iron content, new gene constructs, including iron transporter genes and an appropriate promoter, are being used to raise the iron content in polished rice grain.

Improved management strategies
Nutrients. Several factors affect yield increase and profitability in rice, and nutrient management is one, but nutrients can damage the environment too if they are insufficient or overfeeding is done. Rice needs essential nutrients such as nitrogen, phosphorus, and potassium, which are typically not found in the soil in sufficient amounts. The farmers’ practice in fertilizer application with regard to timing and method of application could significantly reduce nutrient losses and improve nutrient uptake. Since 2000, the successful development of site-specific nutrient management (SSNM) in different irrigated rice-growing environments of Asia has shown a possible yield increase and more nutrient-use efficiency. Studies revealed that SSNM improved farmers’ rice yield by 0.5 t/ha in the Mekong Delta of southern Vietnam (Hach and Tan 2007) and by 0.2 t/ha in Ha Nam and by 0.34 t/ha in Ha Tay in the Red River Delta of northern Vietnam (Nga et al 2010). Rice yields are dependent on the specific area and season with regard to climate, variety, and crop management practices, such as for the nutrient needs of the rice plant. SSNM enables rice farmers to optimally supply their crop with essential nutrients. This would help farmers supply rice with essential nutrients whenever needed to ensure the best “feeding” of the rice crop to meet its nutrient requirement. This enables rice farmers to tailor nutrient management to the specific conditions of their field, and it provides a framework for nutrient best management practices for rice (IRRC 2010). SSNM not only establishes a yield increase but also reduces labor costs with proper management practices. The principles of SSNM can accommodate a wide range of socioeconomic conditions, including a labor shortage. Small amounts of additional labor may be required, but labor costs for nutrient management are relatively small compared with those for land preparation, transplanting, or harvesting (Witt et al 2002). Also, modified SSNM raised rice yields slightly, using significantly less fertilizer and no increase in labor (IRRC 2007). Direct-seeded rice. Initially, direct seeding was the oldest way of planting rice wherein seeds were broadcast in prepared land. But, farmers experienced more weeds, resulting in more cost for labor, uneven plant stand, and a crop that was sometimes lost when rain occurred. Nowadays, the most common method of crop establishment for rice in Asia is transplanting, wherein young rice seedlings are inserted into a well-puddled and leveled wet field either manually or by machine. This practice requires less irrigation, less weeding, and fewer seeds, yet at the same time provides higher yields. But, a well-performed transplanting operation requires a lot of labor for different activities such as seed selection, soaking of seeds prior to their initial sowing, careful management of nursery beds, and proper control of water in the nursery and in the field. And, studies showed that puddling for transplanted rice has toxic effects on the soil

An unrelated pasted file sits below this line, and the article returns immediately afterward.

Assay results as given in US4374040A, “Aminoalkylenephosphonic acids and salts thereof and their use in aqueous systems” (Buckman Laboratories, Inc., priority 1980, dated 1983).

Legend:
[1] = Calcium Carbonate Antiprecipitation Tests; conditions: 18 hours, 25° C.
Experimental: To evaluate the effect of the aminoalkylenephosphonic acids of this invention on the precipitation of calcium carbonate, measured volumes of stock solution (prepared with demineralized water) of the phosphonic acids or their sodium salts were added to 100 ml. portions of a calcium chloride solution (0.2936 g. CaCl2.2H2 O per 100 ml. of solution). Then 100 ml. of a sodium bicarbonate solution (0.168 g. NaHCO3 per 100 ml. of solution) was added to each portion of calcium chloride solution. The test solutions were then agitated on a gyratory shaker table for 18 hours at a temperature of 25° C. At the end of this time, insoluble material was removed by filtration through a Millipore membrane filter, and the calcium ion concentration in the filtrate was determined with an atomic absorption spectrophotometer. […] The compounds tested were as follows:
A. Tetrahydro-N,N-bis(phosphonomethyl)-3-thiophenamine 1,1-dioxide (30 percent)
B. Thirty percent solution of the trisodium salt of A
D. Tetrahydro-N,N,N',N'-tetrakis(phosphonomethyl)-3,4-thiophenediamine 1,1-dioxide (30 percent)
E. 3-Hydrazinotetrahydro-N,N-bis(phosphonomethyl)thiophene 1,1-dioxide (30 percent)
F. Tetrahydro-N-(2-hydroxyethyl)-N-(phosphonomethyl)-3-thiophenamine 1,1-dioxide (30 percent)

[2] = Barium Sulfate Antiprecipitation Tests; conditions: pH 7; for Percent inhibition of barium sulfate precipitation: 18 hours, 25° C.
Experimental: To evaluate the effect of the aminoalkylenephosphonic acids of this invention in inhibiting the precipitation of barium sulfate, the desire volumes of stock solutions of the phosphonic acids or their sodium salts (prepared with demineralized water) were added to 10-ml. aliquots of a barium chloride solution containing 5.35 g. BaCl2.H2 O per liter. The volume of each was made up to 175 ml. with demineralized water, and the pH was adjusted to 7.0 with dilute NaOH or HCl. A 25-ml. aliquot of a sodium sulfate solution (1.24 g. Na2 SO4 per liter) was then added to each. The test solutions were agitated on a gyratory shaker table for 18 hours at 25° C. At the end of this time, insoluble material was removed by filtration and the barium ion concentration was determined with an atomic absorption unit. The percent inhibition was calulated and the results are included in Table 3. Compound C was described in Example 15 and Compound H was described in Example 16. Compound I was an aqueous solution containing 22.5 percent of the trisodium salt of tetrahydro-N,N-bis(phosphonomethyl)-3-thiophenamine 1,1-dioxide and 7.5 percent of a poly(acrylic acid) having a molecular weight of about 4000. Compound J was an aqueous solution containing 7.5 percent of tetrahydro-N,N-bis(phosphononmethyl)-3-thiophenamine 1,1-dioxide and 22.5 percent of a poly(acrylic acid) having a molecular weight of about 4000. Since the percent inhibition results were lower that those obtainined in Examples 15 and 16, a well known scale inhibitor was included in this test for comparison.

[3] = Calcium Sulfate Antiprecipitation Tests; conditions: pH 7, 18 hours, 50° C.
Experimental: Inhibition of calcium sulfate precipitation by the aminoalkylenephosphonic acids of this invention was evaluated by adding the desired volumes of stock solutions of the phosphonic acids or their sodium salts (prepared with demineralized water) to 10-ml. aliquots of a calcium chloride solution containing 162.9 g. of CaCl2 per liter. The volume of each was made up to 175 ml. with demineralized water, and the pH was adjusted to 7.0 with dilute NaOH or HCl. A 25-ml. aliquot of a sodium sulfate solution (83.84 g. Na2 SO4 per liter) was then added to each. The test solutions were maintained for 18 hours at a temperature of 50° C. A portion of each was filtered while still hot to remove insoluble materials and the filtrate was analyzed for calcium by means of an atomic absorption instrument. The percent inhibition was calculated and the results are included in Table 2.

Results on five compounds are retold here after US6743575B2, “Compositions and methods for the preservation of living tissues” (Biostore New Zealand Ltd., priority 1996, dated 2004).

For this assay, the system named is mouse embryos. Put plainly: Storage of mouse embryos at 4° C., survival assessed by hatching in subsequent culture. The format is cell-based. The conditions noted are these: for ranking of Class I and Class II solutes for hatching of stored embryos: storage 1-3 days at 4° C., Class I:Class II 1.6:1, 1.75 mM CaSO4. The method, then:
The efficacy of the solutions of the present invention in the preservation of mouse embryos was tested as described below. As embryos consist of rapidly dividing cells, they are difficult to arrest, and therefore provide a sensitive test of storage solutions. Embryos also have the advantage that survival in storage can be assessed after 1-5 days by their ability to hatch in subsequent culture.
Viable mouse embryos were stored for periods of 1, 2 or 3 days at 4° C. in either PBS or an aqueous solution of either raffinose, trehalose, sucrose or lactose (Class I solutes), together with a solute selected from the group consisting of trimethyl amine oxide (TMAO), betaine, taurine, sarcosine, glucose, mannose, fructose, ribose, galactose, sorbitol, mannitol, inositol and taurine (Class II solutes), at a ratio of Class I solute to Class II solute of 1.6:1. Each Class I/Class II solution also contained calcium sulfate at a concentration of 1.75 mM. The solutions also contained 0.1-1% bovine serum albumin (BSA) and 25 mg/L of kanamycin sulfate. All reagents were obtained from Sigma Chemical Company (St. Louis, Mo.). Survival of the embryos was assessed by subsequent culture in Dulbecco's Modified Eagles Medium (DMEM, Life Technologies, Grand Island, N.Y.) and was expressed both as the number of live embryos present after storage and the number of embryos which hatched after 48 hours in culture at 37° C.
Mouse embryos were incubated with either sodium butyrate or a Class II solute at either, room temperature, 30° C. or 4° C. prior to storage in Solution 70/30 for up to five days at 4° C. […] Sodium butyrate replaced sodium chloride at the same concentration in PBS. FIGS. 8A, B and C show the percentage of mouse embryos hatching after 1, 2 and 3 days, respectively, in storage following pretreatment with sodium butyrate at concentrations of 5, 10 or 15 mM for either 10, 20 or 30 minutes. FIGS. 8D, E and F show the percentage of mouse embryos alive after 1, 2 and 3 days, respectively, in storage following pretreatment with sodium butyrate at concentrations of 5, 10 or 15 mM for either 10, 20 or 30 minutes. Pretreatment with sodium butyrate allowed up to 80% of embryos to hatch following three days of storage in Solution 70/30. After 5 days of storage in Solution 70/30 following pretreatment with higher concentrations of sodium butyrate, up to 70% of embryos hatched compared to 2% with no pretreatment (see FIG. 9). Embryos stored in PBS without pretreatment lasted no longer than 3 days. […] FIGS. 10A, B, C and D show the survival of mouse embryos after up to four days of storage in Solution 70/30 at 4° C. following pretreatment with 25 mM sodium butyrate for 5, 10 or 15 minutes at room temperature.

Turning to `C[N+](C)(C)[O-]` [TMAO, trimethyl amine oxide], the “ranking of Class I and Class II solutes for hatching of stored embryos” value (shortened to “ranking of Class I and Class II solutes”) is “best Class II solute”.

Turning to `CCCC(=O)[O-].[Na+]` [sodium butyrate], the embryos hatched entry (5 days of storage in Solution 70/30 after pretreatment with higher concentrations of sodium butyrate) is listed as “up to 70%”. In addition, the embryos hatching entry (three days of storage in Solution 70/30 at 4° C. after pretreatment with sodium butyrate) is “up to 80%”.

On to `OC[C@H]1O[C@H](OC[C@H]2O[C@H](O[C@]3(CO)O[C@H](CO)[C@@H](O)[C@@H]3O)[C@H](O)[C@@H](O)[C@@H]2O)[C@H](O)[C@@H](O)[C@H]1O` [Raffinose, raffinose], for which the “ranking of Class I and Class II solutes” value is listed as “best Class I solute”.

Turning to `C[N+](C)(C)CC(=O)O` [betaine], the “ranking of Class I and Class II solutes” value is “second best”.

environment for the succeeding wheat and other upland crops (Kumar 2009). Puddling requires lots of scarce water at a time when there is little water in the reservoirs. It also destroys soil structure and adversely affects soil productivity. Direct-seeded rice (DSR) is introduced to replace transplanted rice to reduce labor charges. DSR removes puddling and drudgery of transplanting young rice seedlings, and it provides an option to solve the problem of soil toxicity. DSR does not need continuous submergence so it reduces the overall water requirement of the rice crop because water is given only to keep soil continuously moist. DSR overcomes the problem of seasonality in the labor requirement for rice nursery raising and transplanting operations. In India, nondevelopment of groundwater in kharif, the late onset of monsoon, and drudgery of operations often delay rice transplanting, which leads to late vacating of fields, forcing farmers to plant wheat after the optimum sowing time. DSR facilitates the timely establishment of rice and succeeding winter crops. Unlike puddled fields, DSR fields do not crack and this helps save irrigation water. Surface-retained residue serves as a physical barrier to the emergence of weeds, moderates the soil temperature in summers and winters, conserves soil moisture, and adds organic matter and nutrients to the soil upon decomposition. From farmers’ point of view, DSR saves time and, if the crop is established earlier, can lead to increased production and less cost of fuel and labor requirement, thus leading to higher net returns. Mitchell et al (2004) revealed that farmers in the rainfed lowlands tend to use DS methods when TP cannot be conducted due to labor or water constraints. Results showed that the frequency distribution of grain yield for DS and TP (transplanted) rice was not significantly different from one another (Fig. 11). The mean grain yield response was 6% higher in TP rice than in DSR but the highest yielding trial was found in a DS environment due to a very high plant density. Pest management. One of the challenges to increasing rice yield is developing sustainable management techniques since